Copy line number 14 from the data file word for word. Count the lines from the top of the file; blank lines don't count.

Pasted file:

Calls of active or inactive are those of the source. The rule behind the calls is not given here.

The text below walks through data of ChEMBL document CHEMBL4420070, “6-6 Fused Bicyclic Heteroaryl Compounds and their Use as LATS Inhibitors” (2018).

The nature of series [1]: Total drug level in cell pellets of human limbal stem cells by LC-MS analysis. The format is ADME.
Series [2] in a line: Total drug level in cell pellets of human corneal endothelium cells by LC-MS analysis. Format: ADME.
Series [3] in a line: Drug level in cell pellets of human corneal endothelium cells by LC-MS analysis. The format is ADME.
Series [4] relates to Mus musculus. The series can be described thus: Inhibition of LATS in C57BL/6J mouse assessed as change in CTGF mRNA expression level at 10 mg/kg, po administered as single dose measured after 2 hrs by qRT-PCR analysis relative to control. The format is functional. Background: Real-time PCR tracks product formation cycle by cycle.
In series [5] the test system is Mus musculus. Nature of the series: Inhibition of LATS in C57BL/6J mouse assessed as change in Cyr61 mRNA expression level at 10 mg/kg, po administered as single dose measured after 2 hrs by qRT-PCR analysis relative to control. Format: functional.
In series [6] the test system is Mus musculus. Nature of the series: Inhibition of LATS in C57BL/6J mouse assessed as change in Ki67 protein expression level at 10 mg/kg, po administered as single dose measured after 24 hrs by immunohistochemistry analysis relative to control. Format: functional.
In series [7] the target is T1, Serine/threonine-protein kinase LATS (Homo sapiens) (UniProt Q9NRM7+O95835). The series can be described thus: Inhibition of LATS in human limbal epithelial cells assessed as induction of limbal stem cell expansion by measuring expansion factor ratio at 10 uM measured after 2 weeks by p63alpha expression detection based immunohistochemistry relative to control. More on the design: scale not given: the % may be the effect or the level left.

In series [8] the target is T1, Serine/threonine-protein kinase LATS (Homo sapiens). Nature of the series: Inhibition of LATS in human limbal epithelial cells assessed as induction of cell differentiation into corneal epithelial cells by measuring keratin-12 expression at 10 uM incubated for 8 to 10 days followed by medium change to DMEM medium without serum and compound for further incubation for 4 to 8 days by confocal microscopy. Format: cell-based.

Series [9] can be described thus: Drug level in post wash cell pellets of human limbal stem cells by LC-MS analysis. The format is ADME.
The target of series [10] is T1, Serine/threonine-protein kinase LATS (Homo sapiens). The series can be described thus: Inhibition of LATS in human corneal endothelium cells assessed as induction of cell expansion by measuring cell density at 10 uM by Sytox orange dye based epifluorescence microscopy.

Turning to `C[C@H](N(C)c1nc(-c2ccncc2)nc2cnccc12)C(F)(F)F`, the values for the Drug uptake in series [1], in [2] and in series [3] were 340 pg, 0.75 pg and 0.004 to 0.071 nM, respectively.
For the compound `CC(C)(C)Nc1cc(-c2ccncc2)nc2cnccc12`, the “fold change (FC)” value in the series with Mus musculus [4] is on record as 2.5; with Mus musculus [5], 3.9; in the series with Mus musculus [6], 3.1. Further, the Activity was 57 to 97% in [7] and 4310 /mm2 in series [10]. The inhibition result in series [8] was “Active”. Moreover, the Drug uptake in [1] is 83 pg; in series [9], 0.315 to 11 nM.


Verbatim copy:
For the compound `CC(C)(C)Nc1cc(-c2ccncc2)nc2cnccc12`, the “fold change (FC)” value in the series with Mus musculus [4] is on record as 2.5; with Mus musculus [5], 3.9; in the series with Mus musculus [6], 3.1. Further, the Activity was 57 to 97% in [7] and 4310 /mm2 in series [10]. The inhibition result in series [8] was “Active”. Moreover, the Drug uptake in [1] is 83 pg; in series [9], 0.315 to 11 nM.